Although nearly 90 percent of urban dwellers had electricity by the 1930s, only ten percent of rural dwellers did. Private utility companies, who supplied electric power to most of the nation's consumers, argued that it was too expensive to string electric lines to isolated rural farmsteads. Anyway, they said, most farmers, were too poor to be able to afford electricity.

The Roosevelt Administration believed that if private enterprise could not supply electric power to the people, then it was the duty of the government to do so. Most of the court cases involving TVA during the 1930s concerned the government's involvement in the public utilities industry.

In 1935 the Rural Electric Administration (REA) was created to bring electricity to rural areas like the Tennessee Valley. In his 1935 article "Electrifying the Countryside," Morris Cooke, the head of the REA, stated that

In addition to paying for the energy he used, the farmer was expected to advance to the power company most or all of the costs of construction. Since utility company ideas as to what constituted sound rural lines have been rather fancy, such costs were prohibitive for most farmers. [ footnote] Many groups opposed the federal government's involvement in developing and distributing electric power, especially utility companies, who believed that the government was unfairly competing with private enterprise (See the Statement of John Battle ). Some members of Congress who didn't think the government should interfere with the economy, believed that TVA was a dangerous program that would bring the nation a step closer to socialism. Other people thought that farmers simply did not have the skills needed to manage local electric companies.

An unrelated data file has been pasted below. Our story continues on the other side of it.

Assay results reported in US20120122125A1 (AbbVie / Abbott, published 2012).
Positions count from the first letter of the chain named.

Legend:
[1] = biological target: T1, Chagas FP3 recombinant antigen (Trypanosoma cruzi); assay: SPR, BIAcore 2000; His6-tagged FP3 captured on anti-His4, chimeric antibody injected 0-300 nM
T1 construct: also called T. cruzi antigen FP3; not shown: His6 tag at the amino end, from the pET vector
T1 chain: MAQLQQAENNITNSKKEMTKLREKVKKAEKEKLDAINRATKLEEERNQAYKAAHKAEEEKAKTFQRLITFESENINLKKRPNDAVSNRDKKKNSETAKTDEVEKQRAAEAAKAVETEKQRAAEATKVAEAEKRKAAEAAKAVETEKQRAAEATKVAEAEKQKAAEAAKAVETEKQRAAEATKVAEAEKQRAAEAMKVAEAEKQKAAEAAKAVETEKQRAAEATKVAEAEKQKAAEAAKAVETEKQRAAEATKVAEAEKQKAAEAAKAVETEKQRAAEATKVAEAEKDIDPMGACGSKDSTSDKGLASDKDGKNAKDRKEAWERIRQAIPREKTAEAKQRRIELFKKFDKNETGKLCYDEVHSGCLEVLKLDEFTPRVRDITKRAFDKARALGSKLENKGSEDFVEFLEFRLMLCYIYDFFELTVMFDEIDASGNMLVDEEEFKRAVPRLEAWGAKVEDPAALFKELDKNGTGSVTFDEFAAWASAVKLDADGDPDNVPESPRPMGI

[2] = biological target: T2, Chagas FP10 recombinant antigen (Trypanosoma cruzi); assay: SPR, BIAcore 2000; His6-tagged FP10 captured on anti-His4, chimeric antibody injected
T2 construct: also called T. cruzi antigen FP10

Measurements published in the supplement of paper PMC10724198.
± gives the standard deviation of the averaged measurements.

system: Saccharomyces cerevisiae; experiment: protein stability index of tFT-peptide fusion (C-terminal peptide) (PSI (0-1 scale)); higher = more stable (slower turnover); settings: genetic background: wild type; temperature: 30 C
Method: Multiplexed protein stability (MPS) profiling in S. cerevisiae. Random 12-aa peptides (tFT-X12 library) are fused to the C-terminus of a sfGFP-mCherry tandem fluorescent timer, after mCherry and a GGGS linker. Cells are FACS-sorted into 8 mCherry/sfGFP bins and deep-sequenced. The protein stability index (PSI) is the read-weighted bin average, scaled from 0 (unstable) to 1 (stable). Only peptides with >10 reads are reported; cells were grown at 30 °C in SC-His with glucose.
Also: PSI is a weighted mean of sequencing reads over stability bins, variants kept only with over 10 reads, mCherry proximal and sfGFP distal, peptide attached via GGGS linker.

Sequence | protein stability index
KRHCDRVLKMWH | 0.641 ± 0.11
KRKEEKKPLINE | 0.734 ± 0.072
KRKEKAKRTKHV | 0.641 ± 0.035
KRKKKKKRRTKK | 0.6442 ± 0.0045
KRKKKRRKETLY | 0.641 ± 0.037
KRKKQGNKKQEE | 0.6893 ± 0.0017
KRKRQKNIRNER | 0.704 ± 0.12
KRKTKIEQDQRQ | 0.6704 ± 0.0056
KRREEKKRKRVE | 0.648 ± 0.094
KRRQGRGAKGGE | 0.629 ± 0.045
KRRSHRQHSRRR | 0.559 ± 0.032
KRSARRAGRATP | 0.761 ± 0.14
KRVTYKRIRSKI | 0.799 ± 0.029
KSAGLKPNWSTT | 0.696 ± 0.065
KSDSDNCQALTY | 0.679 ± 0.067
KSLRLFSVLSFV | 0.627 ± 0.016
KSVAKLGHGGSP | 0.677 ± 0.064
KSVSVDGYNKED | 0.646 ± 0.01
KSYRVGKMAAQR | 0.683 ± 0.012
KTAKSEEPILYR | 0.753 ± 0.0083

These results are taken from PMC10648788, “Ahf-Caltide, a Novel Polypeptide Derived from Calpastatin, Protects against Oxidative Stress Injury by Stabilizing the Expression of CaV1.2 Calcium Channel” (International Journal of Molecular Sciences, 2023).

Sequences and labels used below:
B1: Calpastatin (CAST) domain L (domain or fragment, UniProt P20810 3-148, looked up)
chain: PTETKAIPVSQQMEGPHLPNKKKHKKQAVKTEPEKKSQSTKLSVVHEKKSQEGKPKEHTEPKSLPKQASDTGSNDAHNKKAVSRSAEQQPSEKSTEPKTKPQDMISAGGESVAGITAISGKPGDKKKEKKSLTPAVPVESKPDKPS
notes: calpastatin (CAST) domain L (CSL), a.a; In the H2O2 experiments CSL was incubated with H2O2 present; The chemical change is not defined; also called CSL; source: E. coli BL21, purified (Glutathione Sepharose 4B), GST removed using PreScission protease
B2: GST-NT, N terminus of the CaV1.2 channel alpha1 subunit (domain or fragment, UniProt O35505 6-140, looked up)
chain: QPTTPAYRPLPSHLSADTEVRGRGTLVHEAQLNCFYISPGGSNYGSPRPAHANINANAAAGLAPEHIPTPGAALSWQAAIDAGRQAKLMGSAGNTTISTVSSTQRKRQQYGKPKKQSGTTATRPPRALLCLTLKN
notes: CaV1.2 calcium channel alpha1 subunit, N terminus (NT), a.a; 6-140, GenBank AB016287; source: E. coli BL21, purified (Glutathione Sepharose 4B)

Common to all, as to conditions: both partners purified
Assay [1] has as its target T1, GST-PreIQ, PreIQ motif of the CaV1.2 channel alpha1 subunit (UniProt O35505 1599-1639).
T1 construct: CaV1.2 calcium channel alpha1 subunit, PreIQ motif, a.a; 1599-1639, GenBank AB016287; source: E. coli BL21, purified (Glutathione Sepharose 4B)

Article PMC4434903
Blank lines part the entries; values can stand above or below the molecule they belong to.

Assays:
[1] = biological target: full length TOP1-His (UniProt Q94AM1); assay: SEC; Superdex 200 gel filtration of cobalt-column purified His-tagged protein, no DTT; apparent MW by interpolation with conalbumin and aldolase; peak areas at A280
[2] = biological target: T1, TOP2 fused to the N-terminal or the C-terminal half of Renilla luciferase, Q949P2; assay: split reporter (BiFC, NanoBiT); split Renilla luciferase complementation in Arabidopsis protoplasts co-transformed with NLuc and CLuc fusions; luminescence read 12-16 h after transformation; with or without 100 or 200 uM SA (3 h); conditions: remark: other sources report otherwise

By 1939 the REA had helped to establish 417 rural electric cooperatives, which served 288,000 households. The actions of the REA encouraged private utilities to electrify the countryside as well. By 1939 rural households with electricity had risen to 25 percent. The enthusiasm that greeted the introduction of electric power can be seen in the remarks of Rose Scearce.

When farmers did receive electric power their purchase of electric appliances helped to increase sales for local merchants. Farmers required more energy than city dwellers, which helped to offset the extra cost involved in bringing power lines to the country.

TVA set up the Electric Home and Farm Authority to help farmers purchase major electric appliances. The EHFA made arrangements with appliance makers to supply electric ranges, refrigerators and water heaters at reasonable prices. These appliances were sold at local power companies and electric cooperatives. A farmer could purchase appliances here with loans offered by the EHFA, who offered low-cost financing.

Rural electrification was based on the belief that affordable electricity would improve the standard of living and the economic competitiveness of the family farm. But electric power alone was not enough to stop the transformation of America's farm communities. Rural electrification did not halt the continuing migration of rural people from the country to the city. Nor did it stop the decline in the total number of family farms.

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